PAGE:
Firstly, I am not a full-time professional photographer, and I'm not currently running this site as a full-on business,
although some examples of my work are available for the purchasing of prints and other items. At the moment, I am not seeking
any professional commissions, but I am not ruling out the possibility that I could become a full-time photographer in the future.
Although I am willing to consider commissions, I am limited to what I can do with the resources I have, and I would probably suggest
that anyone with a complex or urgent commission gets in touch with a full-time photographer, as they are probably in a better position
to handle this than I am.
My experience with photography goes back nearly four decades; I can't remember
exactly when I first took a photograph, but it was probably at some point in the early 1980s. Since then I have worked
my way through various cameras, but I would probably say that the first really decent camera I had was the Minolta Dynax 505si
which I purchased in 2000, and used it until 2008, when I bought my first digital SLR camera : a Sony A200.
This came about as a result of my father purchasing a Canon DSLR and then handing it to me to field-test; after a trip to Hidcote
Manor Gardens, I was amazed by the results, and realised that I really had to make the switch from 35mm film myself (ok, I would have
done this sooner or later; it was just a matter of "when" not "if" I made the change). In February 2010, I upgraded to
a Sony A550, the camera that I am currently using, and which has supplied most of this site's content (Photograph numbers
P0xxxx were taken with the A200; photograph numbers P5xxxx, P6xxxx or P7xxxx were taken with the A550).
I chose to purchase
a Sony DSLR because it was a digital "descendant" of my Minolta, and I was working to the assumption that a lot of the equipment I'd
amassed with the Minolta would be compatible. However, only my 70-300mm lens eventually made the transition; every thing
else had to be replaced, and perhaps if I'd known this, I might have switched to another brand at this point (possibly Nikon; I had
considered a Nikon as an alternative to the Minolta in 2000, but after reading various reviews I felt the Minolta was a better choice).
I have found that a Digital SLR camera really suits my style of photography, and sometimes I wish the digital photography revolution
had happened 10 years earlier, as I suspect that if it had, I might well be a full-time professional photographer now (if it had happened
20 or 30 years earlier, I might well have taken my life down a completely different path than the one I settled on). I
did things with the A200 that I wouldn't have dreamed of doing with a film camera, and I've done things with the A550 that I couldn't
have managed with the A200.
Most of my photography knowledge is self-taught. However, in late 2011 and
early 2012, I undertook a couple of informal photography courses at my local college, and these opened my eyes to some elements that
I had not previously considered. I would argue that my work drastically improved from that point, and the style I currently
use evolved from there. Perhaps the best way to judge the evolution of my work over the past 9 years is to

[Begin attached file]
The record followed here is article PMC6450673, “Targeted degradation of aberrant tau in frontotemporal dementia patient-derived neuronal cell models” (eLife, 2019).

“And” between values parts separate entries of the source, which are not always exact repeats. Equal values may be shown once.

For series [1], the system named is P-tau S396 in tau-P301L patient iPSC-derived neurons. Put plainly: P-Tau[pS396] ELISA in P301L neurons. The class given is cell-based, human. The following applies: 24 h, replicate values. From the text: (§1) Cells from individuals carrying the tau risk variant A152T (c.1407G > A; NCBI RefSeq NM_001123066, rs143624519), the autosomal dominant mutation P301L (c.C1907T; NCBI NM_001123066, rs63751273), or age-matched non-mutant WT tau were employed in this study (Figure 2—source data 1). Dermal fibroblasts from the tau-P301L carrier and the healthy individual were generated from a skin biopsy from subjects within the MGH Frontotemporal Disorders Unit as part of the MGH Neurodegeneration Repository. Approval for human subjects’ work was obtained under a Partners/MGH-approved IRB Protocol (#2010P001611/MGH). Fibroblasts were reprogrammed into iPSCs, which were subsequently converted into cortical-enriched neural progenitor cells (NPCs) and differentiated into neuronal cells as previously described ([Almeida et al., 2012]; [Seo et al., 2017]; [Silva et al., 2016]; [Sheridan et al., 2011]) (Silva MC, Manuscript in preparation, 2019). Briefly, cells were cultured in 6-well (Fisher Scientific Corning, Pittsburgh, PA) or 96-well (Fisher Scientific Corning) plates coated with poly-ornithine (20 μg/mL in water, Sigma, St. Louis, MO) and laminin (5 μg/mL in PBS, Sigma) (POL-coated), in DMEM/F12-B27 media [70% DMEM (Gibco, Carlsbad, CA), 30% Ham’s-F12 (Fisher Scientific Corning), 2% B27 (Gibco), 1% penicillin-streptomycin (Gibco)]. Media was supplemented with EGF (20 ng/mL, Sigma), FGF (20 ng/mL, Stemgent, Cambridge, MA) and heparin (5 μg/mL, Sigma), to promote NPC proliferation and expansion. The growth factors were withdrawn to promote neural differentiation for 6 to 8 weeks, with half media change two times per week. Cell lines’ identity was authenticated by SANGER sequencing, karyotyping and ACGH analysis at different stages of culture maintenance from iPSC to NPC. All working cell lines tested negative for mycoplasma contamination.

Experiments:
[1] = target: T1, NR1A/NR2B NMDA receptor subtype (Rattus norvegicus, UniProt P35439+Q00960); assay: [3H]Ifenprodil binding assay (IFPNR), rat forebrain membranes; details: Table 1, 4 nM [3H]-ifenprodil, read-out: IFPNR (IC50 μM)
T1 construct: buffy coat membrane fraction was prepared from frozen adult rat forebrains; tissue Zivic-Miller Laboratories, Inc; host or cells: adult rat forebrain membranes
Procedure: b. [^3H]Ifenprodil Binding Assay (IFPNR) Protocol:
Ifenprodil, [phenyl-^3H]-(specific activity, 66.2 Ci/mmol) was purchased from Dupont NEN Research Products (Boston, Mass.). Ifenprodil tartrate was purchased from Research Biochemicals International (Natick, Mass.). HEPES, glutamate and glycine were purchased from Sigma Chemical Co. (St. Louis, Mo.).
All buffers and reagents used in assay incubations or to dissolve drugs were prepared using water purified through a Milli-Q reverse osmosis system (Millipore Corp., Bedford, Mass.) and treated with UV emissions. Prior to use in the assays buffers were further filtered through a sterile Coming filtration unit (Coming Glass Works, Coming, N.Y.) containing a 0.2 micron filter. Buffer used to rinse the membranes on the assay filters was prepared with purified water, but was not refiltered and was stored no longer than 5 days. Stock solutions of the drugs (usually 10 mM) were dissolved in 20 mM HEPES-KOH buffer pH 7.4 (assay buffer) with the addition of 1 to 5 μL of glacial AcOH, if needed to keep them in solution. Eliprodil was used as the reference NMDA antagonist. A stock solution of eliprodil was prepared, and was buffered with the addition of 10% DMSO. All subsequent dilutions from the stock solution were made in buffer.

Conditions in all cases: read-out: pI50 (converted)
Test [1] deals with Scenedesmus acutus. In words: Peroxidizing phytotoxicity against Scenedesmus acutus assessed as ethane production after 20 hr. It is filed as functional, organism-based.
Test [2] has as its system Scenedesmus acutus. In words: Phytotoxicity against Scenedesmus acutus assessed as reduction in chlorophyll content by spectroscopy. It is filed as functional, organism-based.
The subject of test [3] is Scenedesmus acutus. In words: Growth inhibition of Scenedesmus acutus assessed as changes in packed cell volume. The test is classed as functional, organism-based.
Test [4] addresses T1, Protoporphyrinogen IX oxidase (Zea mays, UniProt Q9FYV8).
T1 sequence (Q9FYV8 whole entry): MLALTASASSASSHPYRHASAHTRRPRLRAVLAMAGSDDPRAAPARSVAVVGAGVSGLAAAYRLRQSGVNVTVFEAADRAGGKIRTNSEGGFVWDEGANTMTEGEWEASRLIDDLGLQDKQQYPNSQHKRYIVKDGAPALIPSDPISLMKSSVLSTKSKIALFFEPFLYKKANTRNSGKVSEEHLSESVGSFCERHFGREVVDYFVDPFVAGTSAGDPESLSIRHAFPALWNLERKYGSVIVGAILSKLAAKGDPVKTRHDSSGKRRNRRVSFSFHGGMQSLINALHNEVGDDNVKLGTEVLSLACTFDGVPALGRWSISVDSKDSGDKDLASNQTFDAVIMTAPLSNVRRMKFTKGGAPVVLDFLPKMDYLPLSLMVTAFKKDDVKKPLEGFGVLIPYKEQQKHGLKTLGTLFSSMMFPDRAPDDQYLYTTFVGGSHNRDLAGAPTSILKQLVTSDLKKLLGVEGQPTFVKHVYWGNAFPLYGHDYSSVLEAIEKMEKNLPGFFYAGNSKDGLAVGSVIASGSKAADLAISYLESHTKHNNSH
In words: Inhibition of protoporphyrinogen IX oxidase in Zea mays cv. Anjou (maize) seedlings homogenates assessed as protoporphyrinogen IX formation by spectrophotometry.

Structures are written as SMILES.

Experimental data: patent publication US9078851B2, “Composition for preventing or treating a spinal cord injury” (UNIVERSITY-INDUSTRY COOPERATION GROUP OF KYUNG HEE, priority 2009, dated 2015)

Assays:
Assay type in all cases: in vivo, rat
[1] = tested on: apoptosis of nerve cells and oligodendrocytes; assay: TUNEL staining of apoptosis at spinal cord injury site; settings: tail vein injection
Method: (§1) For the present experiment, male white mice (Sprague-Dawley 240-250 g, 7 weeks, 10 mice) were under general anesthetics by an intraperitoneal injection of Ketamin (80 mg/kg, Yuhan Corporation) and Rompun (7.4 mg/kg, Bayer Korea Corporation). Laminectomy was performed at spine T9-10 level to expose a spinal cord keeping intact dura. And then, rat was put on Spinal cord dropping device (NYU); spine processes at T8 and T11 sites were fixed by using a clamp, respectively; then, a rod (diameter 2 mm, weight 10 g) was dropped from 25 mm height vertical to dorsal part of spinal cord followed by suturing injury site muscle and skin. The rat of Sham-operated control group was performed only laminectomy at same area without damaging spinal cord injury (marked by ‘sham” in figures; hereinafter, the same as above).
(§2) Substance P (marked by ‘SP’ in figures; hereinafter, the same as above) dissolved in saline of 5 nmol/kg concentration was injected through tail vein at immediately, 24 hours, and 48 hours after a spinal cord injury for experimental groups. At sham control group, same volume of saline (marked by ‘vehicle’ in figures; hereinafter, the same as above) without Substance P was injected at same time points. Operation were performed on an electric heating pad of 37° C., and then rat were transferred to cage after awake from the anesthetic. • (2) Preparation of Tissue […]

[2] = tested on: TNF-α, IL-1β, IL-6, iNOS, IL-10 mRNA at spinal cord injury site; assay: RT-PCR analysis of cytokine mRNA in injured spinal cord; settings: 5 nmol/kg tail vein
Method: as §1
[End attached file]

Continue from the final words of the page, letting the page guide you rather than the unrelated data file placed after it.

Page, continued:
look at the "Wartime in the Vale" collections.
I have had some work published, mostly in the last two or three
years, and a lot of it is in collaboration with a German historian : Hagan Seehase. I have also had worked used by the
three principle Evesham local publications : "Evesham Journal", "Evesham Observer" and the "Vale Magazine", although not always credited.
I don't know of any other photographer who has managed this (that is not to say that there aren't any). I would
like to find my work in a national railway magazine, or in "Dorset Life"; I'm still working on those.
I am also a great
believer in post-production digital manipulation. I feel that this gives my photography a more individual touch, and I
don't always find myself in situations where I can afford to take up time to set a "perfect" shot; sometimes I find it's a case of
dealing with the situation in hand and fixing any issues later on. Yes, if the situation demands it, I will work from the
original exposure, but sometimes I've found that a bit work with Paint Shop Pro can turn a "good" photograph into a "great" one.
Besides, at the very least, I would argue that anyone who is remotely serious about photography should use a photo editor of some
sort, if only to embed information about the photography for future reference. Good documentation of photographs is something
I believe in strongly.
I also try to take an interest in whatever it is I'm photographing. As I suspect
the organisers of "Wartime in the Vale" would testify, I can be somewhat obsessive about identifying the subjects of my photographs,
and I do try to obtain a basic knowledge of what I am photographing, as I want to avoid anyone looking at my photographs and thinking
"Great photograph...what is it?". However, I try not to let ignorance of any subject (and anyone who has examined the
contents of this site in any great detail will know that there are some areas of knowledge that I am sadly lacking in) prevent me
from photographing something; if I did that, this site would probably consist purely of photographs of steam locomotives and Jerry
Finally, although I am not a full-time professional, I do try to do as professional a job as possible,
especially on those occasions where someone has asked me to take photographs. Quite what my status is can be debated,
but if the definition of a professional photographer is someone who has been paid for their work, then I qualify on that count, although
the payments I've received so far are few and far between.
Richard J. Kyte